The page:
Over this past weekend I could not help but notice articles that covered purchasing trends in the highly competitive markets of today. Although the articles themselves dealt mostly with the retail sector, I realized that ‘meaningful purchasing’ has permeated nearly all aspects of our lives.

In the retail sector many of the large brands are seeing disappointing results despite aggressive mark downs and sales. Why is this happening? According to the article the reason is that the new breed of customers is no longer interested in adding superfluous items to their wardrobes. They do not want to buy a new pair of shoes just because they can. They are choosing where to spend their hard earned money much more carefully than before, and they want ‘meaning’ with their purchase. The retail articles they do buy may be chosen for ‘fair trade’ practices or other reasons that elevate the item in their mind to ‘purchase worthy’.

How does this translate into the hotel industry?

I have written about this before but would like to elaborate.

While there are of course still vacationers looking for a sun filled, relaxing holiday on the beach somewhere, there is a rising new breed of travelers looking for that ‘meaningful purchase’. This comes in a wide variety of features that prompt the client to buy into a particular vacation.

Some are looking for active vacations that contribute to both fitness and well-being. Others will look at hotels that have the lowest impact on the environment, and actively prove that they are doing their best in this important area. Another feature that attracts is originality. More and more people are looking for hotels and inns that are historic, or that have an original theme that runs through the establishment. This could be the décor, ever changing artist exhibitions, photography, lighting and many more well thought out features to separate the property from the competition. In other words, a meaning.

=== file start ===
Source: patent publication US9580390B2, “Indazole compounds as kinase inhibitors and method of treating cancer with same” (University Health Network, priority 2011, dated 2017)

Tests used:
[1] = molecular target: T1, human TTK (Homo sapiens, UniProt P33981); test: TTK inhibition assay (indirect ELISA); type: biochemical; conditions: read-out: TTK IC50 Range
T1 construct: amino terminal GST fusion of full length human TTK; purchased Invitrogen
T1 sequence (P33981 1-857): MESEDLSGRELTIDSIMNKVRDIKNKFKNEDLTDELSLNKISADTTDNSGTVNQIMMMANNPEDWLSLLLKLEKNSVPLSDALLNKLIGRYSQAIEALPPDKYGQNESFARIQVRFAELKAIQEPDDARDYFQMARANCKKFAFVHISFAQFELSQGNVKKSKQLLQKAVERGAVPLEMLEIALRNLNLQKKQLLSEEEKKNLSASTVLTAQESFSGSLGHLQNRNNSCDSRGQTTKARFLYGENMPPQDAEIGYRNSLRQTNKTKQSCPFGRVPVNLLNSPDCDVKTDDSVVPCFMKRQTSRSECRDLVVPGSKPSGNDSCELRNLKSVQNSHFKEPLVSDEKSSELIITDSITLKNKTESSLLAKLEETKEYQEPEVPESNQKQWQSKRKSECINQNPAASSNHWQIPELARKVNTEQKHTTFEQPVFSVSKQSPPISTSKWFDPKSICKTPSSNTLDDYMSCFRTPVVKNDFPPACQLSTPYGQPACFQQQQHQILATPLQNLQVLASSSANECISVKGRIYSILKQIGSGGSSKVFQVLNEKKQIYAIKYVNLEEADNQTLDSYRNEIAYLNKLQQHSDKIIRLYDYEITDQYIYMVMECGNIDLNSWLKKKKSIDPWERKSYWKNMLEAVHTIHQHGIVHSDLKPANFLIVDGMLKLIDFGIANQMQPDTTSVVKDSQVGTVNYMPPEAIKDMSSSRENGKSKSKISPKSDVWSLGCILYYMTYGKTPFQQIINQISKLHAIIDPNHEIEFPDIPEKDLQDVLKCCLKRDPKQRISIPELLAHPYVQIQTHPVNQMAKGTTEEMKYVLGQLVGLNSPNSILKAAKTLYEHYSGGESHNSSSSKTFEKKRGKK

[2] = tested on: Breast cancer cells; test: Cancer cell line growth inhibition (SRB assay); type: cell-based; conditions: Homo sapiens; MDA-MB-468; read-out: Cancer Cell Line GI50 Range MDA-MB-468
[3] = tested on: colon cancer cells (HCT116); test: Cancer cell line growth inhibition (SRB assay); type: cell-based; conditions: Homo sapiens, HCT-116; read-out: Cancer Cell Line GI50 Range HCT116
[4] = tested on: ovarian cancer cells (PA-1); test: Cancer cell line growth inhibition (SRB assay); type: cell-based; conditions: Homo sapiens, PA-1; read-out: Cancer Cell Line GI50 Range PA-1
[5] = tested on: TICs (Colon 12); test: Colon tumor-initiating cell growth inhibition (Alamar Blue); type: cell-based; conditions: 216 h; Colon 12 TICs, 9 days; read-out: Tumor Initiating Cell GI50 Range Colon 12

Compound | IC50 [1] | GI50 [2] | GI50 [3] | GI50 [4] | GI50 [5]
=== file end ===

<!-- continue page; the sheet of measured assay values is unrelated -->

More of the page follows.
Another important selling point comes with hotels that are involved in the community, and that give back to their towns and are once again actively becoming the centers that they once were. This may take the form of upkeep and support for community centers, or perhaps disadvantaged children’s exhibitions on the walls of the hotels with all revenue from sales going to the homes.

I believe that the new customers, led chiefly by the millennials, have opened up huge opportunities for the independent hotelier to get back onto a more level playing field with the large brands. There are so many new ways and opportunities to stand out, not necessarily involving major investments, to be unique and underline the different identities of our independent properties. The large brands cannot move as fast as the independent operators and policy will not allow franchisees to create a completely new and ‘meaningful’ identity for properties.

‘Meaningful purchasing’ is giving independents a great chance to fight back against the generic brands, a chance to get better rates and begin the shift away from the OTA’s, and the chance to attract better clientele.

It is time to grab those opportunities!